Paisley wants to know how he can express his Southern Pride. Here are some ways. He could hold a huge party on Martin Luther King’s birthday, to celebrate a Southerner’s contribution to the world of democracy. He could rock a T-shirt emblazoned with Faulkner’s Light In August, and celebrate the South’s immense contribution to American literature. He could preach about the contributions of unknown Southern soldiers like Andrew Jackson Smith. He could tell the world about the original Cassius Clay. He could insist that Tennessee raise a statue to Ida B. Wells.
Every one of these people are Southerners. And every one of them contributed to this great country. But to do that Paisley would have to be more interested in a challenging conversation and less interested in a comforting lecture.
Buckminster Fuller’s “Dymaxion Map” turns many of our assumptions about world maps on end, for considerable benefit; landmasses experience the least distortion of any projection, and are almost entirely contiguous. Furthermore, it folds into a perfect icosahedron, for viewing in the round.
The boldness and sensibility that were stifled by convention in cartography are released here, with a long, thoughtful creative process, fueled by a life of practicality.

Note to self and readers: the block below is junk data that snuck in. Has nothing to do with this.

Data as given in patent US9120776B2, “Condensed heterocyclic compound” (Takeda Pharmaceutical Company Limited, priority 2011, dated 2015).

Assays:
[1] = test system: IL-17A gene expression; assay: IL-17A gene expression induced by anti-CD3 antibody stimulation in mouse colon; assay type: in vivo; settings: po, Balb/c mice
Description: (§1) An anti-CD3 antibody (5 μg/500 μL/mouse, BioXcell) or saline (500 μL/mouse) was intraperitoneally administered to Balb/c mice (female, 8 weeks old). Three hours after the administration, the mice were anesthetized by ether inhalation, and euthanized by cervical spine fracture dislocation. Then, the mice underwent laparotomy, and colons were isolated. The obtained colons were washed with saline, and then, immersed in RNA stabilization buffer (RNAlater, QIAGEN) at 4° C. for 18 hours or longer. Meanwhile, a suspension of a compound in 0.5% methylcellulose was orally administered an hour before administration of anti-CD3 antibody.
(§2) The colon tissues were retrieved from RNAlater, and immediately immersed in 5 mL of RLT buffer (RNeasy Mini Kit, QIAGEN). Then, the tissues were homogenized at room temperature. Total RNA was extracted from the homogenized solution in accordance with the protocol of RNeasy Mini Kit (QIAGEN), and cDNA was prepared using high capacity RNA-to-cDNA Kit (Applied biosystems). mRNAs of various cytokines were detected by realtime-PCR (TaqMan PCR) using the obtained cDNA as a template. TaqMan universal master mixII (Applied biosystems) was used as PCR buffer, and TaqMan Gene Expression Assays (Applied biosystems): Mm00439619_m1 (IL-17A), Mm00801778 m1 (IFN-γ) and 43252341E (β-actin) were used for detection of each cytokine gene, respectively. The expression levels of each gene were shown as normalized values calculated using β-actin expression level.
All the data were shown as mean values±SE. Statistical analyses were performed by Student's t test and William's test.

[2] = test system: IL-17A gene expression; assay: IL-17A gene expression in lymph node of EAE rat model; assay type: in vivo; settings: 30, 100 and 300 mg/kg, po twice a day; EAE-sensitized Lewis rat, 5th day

To be white, or straight, or male, or middle class is to be simultaneously ubiquitious and invisible. You’re everywhere you look, you’re the standard against which everyone else is measured. You’re like water, like air. People will tell you they went to see a “woman doctor” or they will say they went to see “the doctor.” People will tell you they have a “gay colleague” or they’ll tell you about a colleague. A white person will be happy to tell you about a “Black friend,” but when that same person simply mentions a “friend,” everyone will assume the person is white. Any college course that doesn’t have the word “woman” or “gay” or “minority” in its title is a course about men, heterosexuals, and white people. But we call those courses “literature,” “history” or “political science.” This invisibility is political.
When a parent tells me that his or her child is simply not capable of communicating educational and emotional needs, I see a child even more in need of mastering interpersonal communication. I’m not talking about the value of communication as it relates to grades here; I am talking about the value of communication as it relates to personal health, happiness, and safety. A student who is unwilling to stand up for herself and tell me that she does not understand the difference between an adverb and a verb is also less likely to stand up for herself if she is being harassed or pressured in other areas of her life